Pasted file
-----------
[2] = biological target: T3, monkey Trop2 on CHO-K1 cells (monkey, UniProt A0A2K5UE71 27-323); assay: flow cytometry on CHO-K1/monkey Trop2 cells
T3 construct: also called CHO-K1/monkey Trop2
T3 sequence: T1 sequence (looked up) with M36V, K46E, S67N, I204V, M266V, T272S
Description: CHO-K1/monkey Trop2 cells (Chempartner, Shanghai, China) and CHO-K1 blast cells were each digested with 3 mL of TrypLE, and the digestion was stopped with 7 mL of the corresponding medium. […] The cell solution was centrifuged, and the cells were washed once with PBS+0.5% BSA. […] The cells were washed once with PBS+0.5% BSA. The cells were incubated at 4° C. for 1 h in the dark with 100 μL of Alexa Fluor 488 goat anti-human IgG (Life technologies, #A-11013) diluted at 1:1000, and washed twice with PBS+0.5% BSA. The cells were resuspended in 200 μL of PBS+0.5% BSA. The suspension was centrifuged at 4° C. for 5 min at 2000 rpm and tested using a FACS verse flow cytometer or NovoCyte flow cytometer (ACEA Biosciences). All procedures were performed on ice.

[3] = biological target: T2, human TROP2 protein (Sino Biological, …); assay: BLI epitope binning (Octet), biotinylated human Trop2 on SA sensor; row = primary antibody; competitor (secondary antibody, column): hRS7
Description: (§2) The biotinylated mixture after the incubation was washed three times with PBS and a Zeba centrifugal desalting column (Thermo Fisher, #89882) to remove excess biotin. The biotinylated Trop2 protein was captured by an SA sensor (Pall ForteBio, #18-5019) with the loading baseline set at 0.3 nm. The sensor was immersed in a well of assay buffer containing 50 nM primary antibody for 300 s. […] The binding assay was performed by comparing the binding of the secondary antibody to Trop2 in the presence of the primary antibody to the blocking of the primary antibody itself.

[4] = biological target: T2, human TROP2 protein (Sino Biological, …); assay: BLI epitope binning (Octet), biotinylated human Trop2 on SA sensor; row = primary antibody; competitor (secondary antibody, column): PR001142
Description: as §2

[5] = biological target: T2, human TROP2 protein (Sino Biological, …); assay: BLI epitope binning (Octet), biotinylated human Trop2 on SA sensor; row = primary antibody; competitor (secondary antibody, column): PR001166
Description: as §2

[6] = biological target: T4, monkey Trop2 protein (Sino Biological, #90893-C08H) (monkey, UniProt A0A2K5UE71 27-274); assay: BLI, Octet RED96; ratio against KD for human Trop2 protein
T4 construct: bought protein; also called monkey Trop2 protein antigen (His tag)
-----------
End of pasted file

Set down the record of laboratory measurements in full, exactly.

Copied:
[2] = biological target: T3, monkey Trop2 on CHO-K1 cells (monkey, UniProt A0A2K5UE71 27-323); assay: flow cytometry on CHO-K1/monkey Trop2 cells
T3 construct: also called CHO-K1/monkey Trop2
T3 sequence: T1 sequence (looked up) with M36V, K46E, S67N, I204V, M266V, T272S
Description: CHO-K1/monkey Trop2 cells (Chempartner, Shanghai, China) and CHO-K1 blast cells were each digested with 3 mL of TrypLE, and the digestion was stopped with 7 mL of the corresponding medium. […] The cell solution was centrifuged, and the cells were washed once with PBS+0.5% BSA. […] The cells were washed once with PBS+0.5% BSA. The cells were incubated at 4° C. for 1 h in the dark with 100 μL of Alexa Fluor 488 goat anti-human IgG (Life technologies, #A-11013) diluted at 1:1000, and washed twice with PBS+0.5% BSA. The cells were resuspended in 200 μL of PBS+0.5% BSA. The suspension was centrifuged at 4° C. for 5 min at 2000 rpm and tested using a FACS verse flow cytometer or NovoCyte flow cytometer (ACEA Biosciences). All procedures were performed on ice.

[3] = biological target: T2, human TROP2 protein (Sino Biological, …); assay: BLI epitope binning (Octet), biotinylated human Trop2 on SA sensor; row = primary antibody; competitor (secondary antibody, column): hRS7
Description: (§2) The biotinylated mixture after the incubation was washed three times with PBS and a Zeba centrifugal desalting column (Thermo Fisher, #89882) to remove excess biotin. The biotinylated Trop2 protein was captured by an SA sensor (Pall ForteBio, #18-5019) with the loading baseline set at 0.3 nm. The sensor was immersed in a well of assay buffer containing 50 nM primary antibody for 300 s. […] The binding assay was performed by comparing the binding of the secondary antibody to Trop2 in the presence of the primary antibody to the blocking of the primary antibody itself.

[4] = biological target: T2, human TROP2 protein (Sino Biological, …); assay: BLI epitope binning (Octet), biotinylated human Trop2 on SA sensor; row = primary antibody; competitor (secondary antibody, column): PR001142
Description: as §2

[5] = biological target: T2, human TROP2 protein (Sino Biological, …); assay: BLI epitope binning (Octet), biotinylated human Trop2 on SA sensor; row = primary antibody; competitor (secondary antibody, column): PR001166
Description: as §2

[6] = biological target: T4, monkey Trop2 protein (Sino Biological, #90893-C08H) (monkey, UniProt A0A2K5UE71 27-274); assay: BLI, Octet RED96; ratio against KD for human Trop2 protein
T4 construct: bought protein; also called monkey Trop2 protein antigen (His tag)